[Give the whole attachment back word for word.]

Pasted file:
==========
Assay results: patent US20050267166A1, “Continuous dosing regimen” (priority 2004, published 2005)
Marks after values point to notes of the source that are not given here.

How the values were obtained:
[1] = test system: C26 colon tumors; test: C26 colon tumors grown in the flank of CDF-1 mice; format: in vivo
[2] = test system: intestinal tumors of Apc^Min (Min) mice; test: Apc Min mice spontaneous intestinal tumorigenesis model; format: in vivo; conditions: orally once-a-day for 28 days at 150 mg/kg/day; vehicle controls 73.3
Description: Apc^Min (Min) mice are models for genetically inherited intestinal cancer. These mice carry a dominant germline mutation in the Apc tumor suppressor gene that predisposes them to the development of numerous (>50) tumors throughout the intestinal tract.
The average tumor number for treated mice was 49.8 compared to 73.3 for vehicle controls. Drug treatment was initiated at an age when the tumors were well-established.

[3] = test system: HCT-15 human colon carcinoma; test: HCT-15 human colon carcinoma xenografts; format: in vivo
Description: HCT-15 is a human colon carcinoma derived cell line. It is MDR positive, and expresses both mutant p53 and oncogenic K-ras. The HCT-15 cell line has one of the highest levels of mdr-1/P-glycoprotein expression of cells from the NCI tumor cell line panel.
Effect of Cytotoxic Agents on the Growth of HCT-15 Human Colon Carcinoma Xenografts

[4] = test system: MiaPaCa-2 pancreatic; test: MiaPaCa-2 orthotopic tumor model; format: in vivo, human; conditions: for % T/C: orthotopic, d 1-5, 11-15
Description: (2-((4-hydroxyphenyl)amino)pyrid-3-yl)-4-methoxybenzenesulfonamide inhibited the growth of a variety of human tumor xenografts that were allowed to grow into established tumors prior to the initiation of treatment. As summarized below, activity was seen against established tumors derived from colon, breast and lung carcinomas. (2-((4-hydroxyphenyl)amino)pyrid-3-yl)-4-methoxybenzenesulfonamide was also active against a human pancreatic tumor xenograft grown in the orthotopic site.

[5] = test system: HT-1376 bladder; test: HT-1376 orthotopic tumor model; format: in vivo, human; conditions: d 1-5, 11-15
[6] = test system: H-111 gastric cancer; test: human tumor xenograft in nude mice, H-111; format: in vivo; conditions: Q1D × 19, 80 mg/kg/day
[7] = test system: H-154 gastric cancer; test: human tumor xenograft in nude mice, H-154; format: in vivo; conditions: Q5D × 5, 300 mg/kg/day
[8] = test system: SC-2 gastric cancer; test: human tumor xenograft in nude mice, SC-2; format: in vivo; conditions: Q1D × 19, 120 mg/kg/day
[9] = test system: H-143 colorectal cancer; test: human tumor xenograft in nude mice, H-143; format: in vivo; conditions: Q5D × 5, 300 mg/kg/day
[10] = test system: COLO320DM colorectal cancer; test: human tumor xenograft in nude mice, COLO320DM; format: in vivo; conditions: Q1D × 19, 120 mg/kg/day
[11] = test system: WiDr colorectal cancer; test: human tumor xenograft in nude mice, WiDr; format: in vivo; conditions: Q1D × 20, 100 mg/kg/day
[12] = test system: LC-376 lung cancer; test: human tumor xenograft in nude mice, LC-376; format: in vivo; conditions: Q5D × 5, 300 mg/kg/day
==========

Assay results: patent US20050267166A1, “Continuous dosing regimen” (priority 2004, published 2005)
Marks after values point to notes of the source that are not given here.

How the values were obtained:
[1] = test system: C26 colon tumors; test: C26 colon tumors grown in the flank of CDF-1 mice; format: in vivo
[2] = test system: intestinal tumors of Apc^Min (Min) mice; test: Apc Min mice spontaneous intestinal tumorigenesis model; format: in vivo; conditions: orally once-a-day for 28 days at 150 mg/kg/day; vehicle controls 73.3
Description: Apc^Min (Min) mice are models for genetically inherited intestinal cancer. These mice carry a dominant germline mutation in the Apc tumor suppressor gene that predisposes them to the development of numerous (>50) tumors throughout the intestinal tract.
The average tumor number for treated mice was 49.8 compared to 73.3 for vehicle controls. Drug treatment was initiated at an age when the tumors were well-established.

[3] = test system: HCT-15 human colon carcinoma; test: HCT-15 human colon carcinoma xenografts; format: in vivo
Description: HCT-15 is a human colon carcinoma derived cell line. It is MDR positive, and expresses both mutant p53 and oncogenic K-ras. The HCT-15 cell line has one of the highest levels of mdr-1/P-glycoprotein expression of cells from the NCI tumor cell line panel.
Effect of Cytotoxic Agents on the Growth of HCT-15 Human Colon Carcinoma Xenografts

[4] = test system: MiaPaCa-2 pancreatic; test: MiaPaCa-2 orthotopic tumor model; format: in vivo, human; conditions: for % T/C: orthotopic, d 1-5, 11-15
Description: (2-((4-hydroxyphenyl)amino)pyrid-3-yl)-4-methoxybenzenesulfonamide inhibited the growth of a variety of human tumor xenografts that were allowed to grow into established tumors prior to the initiation of treatment. As summarized below, activity was seen against established tumors derived from colon, breast and lung carcinomas. (2-((4-hydroxyphenyl)amino)pyrid-3-yl)-4-methoxybenzenesulfonamide was also active against a human pancreatic tumor xenograft grown in the orthotopic site.

[5] = test system: HT-1376 bladder; test: HT-1376 orthotopic tumor model; format: in vivo, human; conditions: d 1-5, 11-15
[6] = test system: H-111 gastric cancer; test: human tumor xenograft in nude mice, H-111; format: in vivo; conditions: Q1D × 19, 80 mg/kg/day
[7] = test system: H-154 gastric cancer; test: human tumor xenograft in nude mice, H-154; format: in vivo; conditions: Q5D × 5, 300 mg/kg/day
[8] = test system: SC-2 gastric cancer; test: human tumor xenograft in nude mice, SC-2; format: in vivo; conditions: Q1D × 19, 120 mg/kg/day
[9] = test system: H-143 colorectal cancer; test: human tumor xenograft in nude mice, H-143; format: in vivo; conditions: Q5D × 5, 300 mg/kg/day
[10] = test system: COLO320DM colorectal cancer; test: human tumor xenograft in nude mice, COLO320DM; format: in vivo; conditions: Q1D × 19, 120 mg/kg/day
[11] = test system: WiDr colorectal cancer; test: human tumor xenograft in nude mice, WiDr; format: in vivo; conditions: Q1D × 20, 100 mg/kg/day
[12] = test system: LC-376 lung cancer; test: human tumor xenograft in nude mice, LC-376; format: in vivo; conditions: Q5D × 5, 300 mg/kg/day